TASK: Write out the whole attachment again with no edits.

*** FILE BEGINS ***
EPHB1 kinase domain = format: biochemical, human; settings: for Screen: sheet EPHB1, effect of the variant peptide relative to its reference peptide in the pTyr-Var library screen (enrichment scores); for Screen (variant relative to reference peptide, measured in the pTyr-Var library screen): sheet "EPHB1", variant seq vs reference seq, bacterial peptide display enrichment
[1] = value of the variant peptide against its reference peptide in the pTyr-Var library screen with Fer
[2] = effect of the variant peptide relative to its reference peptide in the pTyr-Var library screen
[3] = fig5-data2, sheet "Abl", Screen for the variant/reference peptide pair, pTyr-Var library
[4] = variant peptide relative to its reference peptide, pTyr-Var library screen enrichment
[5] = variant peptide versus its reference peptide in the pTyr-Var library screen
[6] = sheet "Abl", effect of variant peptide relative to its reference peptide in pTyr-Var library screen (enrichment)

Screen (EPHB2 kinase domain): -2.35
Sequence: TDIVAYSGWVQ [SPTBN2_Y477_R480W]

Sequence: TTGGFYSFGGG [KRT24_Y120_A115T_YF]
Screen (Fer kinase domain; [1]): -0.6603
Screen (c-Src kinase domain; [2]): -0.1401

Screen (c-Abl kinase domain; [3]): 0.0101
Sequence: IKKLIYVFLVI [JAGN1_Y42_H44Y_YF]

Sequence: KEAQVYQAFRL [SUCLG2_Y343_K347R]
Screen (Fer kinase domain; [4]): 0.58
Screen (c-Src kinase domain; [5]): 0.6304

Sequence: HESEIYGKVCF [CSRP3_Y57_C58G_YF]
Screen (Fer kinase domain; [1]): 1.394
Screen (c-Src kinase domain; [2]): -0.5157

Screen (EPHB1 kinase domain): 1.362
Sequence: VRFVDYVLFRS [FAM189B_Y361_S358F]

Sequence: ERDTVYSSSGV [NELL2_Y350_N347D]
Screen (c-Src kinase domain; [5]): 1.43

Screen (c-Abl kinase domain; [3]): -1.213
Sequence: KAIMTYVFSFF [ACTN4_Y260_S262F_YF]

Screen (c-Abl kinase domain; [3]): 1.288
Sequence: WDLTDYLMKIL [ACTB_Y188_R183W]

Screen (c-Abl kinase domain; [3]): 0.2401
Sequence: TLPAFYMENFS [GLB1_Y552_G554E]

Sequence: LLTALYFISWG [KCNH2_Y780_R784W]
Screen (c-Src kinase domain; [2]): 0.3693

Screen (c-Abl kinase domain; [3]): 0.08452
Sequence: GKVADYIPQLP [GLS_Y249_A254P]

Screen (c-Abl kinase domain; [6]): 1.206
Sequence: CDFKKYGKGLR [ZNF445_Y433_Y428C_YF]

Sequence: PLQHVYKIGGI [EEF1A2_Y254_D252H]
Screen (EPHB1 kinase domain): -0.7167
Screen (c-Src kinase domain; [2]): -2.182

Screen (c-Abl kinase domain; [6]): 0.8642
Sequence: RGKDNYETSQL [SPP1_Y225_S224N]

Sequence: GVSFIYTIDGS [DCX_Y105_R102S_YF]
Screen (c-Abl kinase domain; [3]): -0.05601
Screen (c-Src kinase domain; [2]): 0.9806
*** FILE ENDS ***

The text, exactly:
EPHB1 kinase domain = format: biochemical, human; settings: for Screen: sheet EPHB1, effect of the variant peptide relative to its reference peptide in the pTyr-Var library screen (enrichment scores); for Screen (variant relative to reference peptide, measured in the pTyr-Var library screen): sheet "EPHB1", variant seq vs reference seq, bacterial peptide display enrichment
[1] = value of the variant peptide against its reference peptide in the pTyr-Var library screen with Fer
[2] = effect of the variant peptide relative to its reference peptide in the pTyr-Var library screen
[3] = fig5-data2, sheet "Abl", Screen for the variant/reference peptide pair, pTyr-Var library
[4] = variant peptide relative to its reference peptide, pTyr-Var library screen enrichment
[5] = variant peptide versus its reference peptide in the pTyr-Var library screen
[6] = sheet "Abl", effect of variant peptide relative to its reference peptide in pTyr-Var library screen (enrichment)

Screen (EPHB2 kinase domain): -2.35
Sequence: TDIVAYSGWVQ [SPTBN2_Y477_R480W]

Sequence: TTGGFYSFGGG [KRT24_Y120_A115T_YF]
Screen (Fer kinase domain; [1]): -0.6603
Screen (c-Src kinase domain; [2]): -0.1401

Screen (c-Abl kinase domain; [3]): 0.0101
Sequence: IKKLIYVFLVI [JAGN1_Y42_H44Y_YF]

Sequence: KEAQVYQAFRL [SUCLG2_Y343_K347R]
Screen (Fer kinase domain; [4]): 0.58
Screen (c-Src kinase domain; [5]): 0.6304

Sequence: HESEIYGKVCF [CSRP3_Y57_C58G_YF]
Screen (Fer kinase domain; [1]): 1.394
Screen (c-Src kinase domain; [2]): -0.5157

Screen (EPHB1 kinase domain): 1.362
Sequence: VRFVDYVLFRS [FAM189B_Y361_S358F]

Sequence: ERDTVYSSSGV [NELL2_Y350_N347D]
Screen (c-Src kinase domain; [5]): 1.43

Screen (c-Abl kinase domain; [3]): -1.213
Sequence: KAIMTYVFSFF [ACTN4_Y260_S262F_YF]

Screen (c-Abl kinase domain; [3]): 1.288
Sequence: WDLTDYLMKIL [ACTB_Y188_R183W]

Screen (c-Abl kinase domain; [3]): 0.2401
Sequence: TLPAFYMENFS [GLB1_Y552_G554E]

Sequence: LLTALYFISWG [KCNH2_Y780_R784W]
Screen (c-Src kinase domain; [2]): 0.3693

Screen (c-Abl kinase domain; [3]): 0.08452
Sequence: GKVADYIPQLP [GLS_Y249_A254P]

Screen (c-Abl kinase domain; [6]): 1.206
Sequence: CDFKKYGKGLR [ZNF445_Y433_Y428C_YF]

Sequence: PLQHVYKIGGI [EEF1A2_Y254_D252H]
Screen (EPHB1 kinase domain): -0.7167
Screen (c-Src kinase domain; [2]): -2.182

Screen (c-Abl kinase domain; [6]): 0.8642
Sequence: RGKDNYETSQL [SPP1_Y225_S224N]

Sequence: GVSFIYTIDGS [DCX_Y105_R102S_YF]
Screen (c-Abl kinase domain; [3]): -0.05601
Screen (c-Src kinase domain; [2]): 0.9806